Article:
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Insects 2018, 9(4), 155; https://doi.org/10.3390/insects9040155

Article
Fatty Acid and Related Potassium Kv2 Channel Blockers: Toxicity and Physiological Actions on Mosquitoes
1
Neurotoxicology Laboratory, Department of Entomology and Nematology, Emerging Pathogens Institute, University of Florida, Gainesville, FL 32610, USA
2
USDA, ARS, Center for Medical, Agricultural and Veterinary Entomology, Gainesville, FL 32608, USA
*
Authors to whom correspondence should be addressed.
Received: 27 September 2018 / Accepted: 30 October 2018 / Published: 1 November 2018

Abstract

:
Potassium channels constitute a very diverse group involved in neural signaling, neuronal activity, membrane potential maintenance, and action potential generation. Here, we tested the mammalian potassium channel blockers TRAM-34 and 5-hydroxydecanoate (5-HDC), as well as certain fatty acids (FA) that might fit in the lumen of the pore and block channel activity by obstructing K+ ion passage. Kv channel blockers could be leads for a novel pesticide type. Insecticidal activity was assessed by topical application to Anopheles gambiae adult mosquitoes, paralysis in a headless larval assay, at the cellular level with patch-clamp recordings of engineered HEK cells expressing AgKv2.1 channels, as well as central nervous system recordings from larval Drosophila melanogaster. With only one hydroxyl group difference, decanoic acid had a consistently greater effect than 5-HDC in blocking Kv channels, paralyzing larvae, and killing mosquitoes. The 11-dansylamino undecanoic acid (DAUDA) blockage of eukaryotic Kv channels is demonstrated for the first time, but it failed to kill adult mosquitoes. We synthesized alkyl esters from DAUDA and decanoic acid in an effort to improve cuticular penetration, but it had little impact upon adult toxicity. TRAM-34 and rolipram did not show activity on Kv channels nor potent insecticidal effect on adult mosquitoes. Furthermore, co-application of test compounds with permethrin did not increase mortality in adults. In conclusion, the compounds tested had modest insecticidal and synergistic activity.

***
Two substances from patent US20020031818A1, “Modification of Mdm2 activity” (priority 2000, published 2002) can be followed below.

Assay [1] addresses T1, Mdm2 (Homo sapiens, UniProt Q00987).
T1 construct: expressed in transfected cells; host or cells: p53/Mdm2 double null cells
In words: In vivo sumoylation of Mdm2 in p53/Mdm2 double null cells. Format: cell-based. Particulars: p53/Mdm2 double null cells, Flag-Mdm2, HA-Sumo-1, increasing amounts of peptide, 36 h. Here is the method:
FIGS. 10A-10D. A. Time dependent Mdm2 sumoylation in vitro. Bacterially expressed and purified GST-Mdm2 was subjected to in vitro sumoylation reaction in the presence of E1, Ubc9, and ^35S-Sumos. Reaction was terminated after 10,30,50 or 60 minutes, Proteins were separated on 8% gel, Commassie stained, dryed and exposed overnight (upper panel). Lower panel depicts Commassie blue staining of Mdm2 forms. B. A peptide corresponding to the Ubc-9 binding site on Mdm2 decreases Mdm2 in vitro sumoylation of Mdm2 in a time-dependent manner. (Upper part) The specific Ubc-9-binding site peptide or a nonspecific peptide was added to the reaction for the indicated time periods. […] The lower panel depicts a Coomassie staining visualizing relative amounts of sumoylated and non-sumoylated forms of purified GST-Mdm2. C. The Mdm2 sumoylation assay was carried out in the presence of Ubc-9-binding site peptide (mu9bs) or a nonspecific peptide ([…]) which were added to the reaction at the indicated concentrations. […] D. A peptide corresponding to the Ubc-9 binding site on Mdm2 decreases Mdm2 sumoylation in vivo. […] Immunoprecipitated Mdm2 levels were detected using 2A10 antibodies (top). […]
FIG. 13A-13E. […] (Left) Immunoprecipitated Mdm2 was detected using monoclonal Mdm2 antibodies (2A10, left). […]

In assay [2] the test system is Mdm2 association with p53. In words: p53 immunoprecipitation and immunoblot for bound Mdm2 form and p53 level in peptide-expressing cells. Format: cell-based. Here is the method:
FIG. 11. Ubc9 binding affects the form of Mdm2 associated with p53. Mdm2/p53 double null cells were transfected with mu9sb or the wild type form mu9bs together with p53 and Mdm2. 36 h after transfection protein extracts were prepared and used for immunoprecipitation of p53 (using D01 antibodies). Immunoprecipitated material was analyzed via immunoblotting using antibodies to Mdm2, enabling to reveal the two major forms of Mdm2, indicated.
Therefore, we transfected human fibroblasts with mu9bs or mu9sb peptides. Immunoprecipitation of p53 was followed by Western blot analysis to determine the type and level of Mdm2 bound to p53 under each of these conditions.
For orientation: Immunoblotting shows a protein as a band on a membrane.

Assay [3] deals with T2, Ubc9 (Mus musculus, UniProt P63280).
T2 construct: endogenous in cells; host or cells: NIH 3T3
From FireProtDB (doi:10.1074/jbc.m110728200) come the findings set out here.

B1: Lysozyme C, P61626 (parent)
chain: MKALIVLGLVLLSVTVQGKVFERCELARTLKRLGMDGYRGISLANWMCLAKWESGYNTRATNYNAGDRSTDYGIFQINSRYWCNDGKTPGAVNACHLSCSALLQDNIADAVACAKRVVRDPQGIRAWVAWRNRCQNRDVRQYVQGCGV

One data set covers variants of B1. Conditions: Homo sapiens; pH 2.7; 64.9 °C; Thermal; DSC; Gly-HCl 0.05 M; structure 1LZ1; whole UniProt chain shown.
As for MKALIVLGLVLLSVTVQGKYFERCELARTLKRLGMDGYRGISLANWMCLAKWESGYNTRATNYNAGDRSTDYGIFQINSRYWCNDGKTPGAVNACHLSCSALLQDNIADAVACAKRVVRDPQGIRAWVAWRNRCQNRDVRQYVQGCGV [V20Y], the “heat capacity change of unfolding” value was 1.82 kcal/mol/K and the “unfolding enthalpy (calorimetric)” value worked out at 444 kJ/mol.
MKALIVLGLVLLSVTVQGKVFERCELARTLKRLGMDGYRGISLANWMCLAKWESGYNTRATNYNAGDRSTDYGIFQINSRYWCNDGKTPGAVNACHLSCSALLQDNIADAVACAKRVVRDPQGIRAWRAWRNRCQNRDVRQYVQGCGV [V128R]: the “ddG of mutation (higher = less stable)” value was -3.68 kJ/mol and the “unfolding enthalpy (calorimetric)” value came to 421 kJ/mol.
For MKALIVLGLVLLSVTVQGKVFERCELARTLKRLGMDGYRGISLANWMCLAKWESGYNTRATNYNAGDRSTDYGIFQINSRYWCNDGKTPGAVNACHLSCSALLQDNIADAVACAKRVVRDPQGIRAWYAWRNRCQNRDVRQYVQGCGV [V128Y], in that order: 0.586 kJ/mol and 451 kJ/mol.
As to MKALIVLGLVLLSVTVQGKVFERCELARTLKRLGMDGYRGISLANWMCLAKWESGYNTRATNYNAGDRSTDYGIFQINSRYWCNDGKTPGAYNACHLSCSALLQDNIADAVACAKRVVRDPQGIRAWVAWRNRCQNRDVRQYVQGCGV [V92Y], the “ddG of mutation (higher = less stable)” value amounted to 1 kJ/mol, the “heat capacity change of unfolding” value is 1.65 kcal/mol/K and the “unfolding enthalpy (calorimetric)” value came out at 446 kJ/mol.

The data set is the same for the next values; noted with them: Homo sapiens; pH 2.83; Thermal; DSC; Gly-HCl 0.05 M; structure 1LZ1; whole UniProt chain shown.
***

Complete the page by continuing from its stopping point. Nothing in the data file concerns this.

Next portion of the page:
Keywords:
fatty acids; potassium channel; patch-clamp; toxicity; Anopheles gambiae

1. Introduction